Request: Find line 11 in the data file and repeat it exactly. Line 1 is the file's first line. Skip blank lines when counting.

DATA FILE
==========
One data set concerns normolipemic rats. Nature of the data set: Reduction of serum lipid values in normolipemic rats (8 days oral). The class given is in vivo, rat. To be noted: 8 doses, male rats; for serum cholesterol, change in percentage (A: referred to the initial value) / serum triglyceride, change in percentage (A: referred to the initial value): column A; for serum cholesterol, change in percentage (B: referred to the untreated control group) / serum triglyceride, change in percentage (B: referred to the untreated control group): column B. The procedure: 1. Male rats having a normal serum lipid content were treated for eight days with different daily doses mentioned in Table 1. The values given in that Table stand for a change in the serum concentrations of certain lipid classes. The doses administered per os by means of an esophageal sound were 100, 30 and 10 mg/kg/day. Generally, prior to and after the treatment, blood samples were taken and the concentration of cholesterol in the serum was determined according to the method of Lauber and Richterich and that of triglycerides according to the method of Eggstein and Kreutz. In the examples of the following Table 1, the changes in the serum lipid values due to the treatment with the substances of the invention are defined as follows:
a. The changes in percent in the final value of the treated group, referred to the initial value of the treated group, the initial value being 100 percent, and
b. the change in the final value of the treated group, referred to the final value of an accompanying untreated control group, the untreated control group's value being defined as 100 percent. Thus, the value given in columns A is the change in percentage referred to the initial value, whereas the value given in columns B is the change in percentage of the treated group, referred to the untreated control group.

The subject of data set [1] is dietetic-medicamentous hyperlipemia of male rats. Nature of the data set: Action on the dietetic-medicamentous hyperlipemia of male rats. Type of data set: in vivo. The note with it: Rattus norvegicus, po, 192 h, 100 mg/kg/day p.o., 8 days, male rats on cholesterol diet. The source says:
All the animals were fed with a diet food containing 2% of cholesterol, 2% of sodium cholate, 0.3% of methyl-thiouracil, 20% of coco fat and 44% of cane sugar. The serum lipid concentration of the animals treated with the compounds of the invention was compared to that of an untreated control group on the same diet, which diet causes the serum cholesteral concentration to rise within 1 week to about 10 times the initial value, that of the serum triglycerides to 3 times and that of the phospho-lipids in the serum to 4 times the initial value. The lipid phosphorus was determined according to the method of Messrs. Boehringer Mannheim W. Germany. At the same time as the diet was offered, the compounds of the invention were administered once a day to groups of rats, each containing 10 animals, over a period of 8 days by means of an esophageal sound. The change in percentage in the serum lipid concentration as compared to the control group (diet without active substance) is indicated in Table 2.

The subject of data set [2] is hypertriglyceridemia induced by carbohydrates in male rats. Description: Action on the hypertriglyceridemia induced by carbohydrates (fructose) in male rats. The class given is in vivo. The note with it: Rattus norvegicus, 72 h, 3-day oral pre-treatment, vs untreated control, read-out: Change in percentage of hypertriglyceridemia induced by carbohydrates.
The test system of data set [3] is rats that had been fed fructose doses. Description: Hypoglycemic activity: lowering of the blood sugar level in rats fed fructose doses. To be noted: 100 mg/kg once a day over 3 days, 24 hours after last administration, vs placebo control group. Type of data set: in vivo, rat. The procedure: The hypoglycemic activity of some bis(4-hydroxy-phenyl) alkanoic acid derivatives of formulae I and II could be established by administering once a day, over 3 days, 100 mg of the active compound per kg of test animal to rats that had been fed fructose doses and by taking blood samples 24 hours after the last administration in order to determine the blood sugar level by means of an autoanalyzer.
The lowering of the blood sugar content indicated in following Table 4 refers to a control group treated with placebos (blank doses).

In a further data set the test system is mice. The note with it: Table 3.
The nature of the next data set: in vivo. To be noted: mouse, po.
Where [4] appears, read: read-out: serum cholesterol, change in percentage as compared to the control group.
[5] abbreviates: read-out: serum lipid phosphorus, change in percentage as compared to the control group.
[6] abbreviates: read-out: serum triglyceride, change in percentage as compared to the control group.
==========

Where [4] appears, read: read-out: serum cholesterol, change in percentage as compared to the control group.